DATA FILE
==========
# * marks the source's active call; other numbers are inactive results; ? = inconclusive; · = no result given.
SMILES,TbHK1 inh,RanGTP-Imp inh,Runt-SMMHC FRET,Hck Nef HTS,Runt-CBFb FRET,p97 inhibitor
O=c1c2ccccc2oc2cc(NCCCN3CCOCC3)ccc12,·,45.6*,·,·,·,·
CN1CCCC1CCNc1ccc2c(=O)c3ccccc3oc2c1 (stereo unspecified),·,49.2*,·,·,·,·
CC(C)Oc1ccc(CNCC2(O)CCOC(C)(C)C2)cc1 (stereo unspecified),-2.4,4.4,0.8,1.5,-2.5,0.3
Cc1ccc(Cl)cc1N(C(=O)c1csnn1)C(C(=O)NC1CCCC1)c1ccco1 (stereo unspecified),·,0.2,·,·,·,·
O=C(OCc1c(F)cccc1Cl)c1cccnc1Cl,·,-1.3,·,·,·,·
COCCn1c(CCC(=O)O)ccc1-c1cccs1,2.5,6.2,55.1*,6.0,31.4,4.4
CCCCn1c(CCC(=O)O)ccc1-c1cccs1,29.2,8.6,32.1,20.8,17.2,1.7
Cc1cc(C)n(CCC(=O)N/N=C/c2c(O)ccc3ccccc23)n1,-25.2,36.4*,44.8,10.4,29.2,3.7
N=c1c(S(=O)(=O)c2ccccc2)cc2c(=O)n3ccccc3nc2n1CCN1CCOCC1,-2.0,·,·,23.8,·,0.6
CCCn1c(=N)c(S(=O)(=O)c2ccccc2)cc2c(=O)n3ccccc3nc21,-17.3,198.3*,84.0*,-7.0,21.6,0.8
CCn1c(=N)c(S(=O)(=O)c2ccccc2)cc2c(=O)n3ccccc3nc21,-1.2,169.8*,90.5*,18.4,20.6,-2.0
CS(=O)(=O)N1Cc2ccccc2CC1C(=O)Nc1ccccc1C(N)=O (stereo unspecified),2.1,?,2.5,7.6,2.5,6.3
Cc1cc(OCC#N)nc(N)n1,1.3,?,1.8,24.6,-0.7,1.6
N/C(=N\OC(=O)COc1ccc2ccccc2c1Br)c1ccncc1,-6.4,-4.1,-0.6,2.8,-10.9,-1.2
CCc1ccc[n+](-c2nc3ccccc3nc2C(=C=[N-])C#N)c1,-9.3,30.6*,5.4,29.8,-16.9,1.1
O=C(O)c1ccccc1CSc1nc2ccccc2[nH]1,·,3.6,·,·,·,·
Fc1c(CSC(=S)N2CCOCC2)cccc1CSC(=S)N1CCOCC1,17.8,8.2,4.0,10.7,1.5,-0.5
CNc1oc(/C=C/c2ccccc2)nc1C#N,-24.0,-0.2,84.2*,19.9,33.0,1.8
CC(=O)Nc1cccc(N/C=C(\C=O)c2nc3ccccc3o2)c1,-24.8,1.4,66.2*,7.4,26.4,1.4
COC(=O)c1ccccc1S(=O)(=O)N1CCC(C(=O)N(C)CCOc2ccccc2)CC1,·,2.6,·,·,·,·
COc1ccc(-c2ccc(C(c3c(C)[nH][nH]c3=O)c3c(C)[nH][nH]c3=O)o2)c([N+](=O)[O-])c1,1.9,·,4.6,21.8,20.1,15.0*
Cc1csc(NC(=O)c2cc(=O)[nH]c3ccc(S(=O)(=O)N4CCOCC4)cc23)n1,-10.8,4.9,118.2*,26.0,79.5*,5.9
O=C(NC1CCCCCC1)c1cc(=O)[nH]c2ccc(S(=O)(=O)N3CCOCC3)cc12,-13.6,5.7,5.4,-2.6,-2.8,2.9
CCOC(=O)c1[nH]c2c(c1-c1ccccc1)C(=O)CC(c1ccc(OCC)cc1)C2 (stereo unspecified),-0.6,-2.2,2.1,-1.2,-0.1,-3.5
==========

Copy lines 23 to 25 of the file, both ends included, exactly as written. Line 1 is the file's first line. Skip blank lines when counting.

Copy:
COc1ccc(-c2ccc(C(c3c(C)[nH][nH]c3=O)c3c(C)[nH][nH]c3=O)o2)c([N+](=O)[O-])c1,1.9,·,4.6,21.8,20.1,15.0*
Cc1csc(NC(=O)c2cc(=O)[nH]c3ccc(S(=O)(=O)N4CCOCC4)cc23)n1,-10.8,4.9,118.2*,26.0,79.5*,5.9
O=C(NC1CCCCCC1)c1cc(=O)[nH]c2ccc(S(=O)(=O)N3CCOCC3)cc12,-13.6,5.7,5.4,-2.6,-2.8,2.9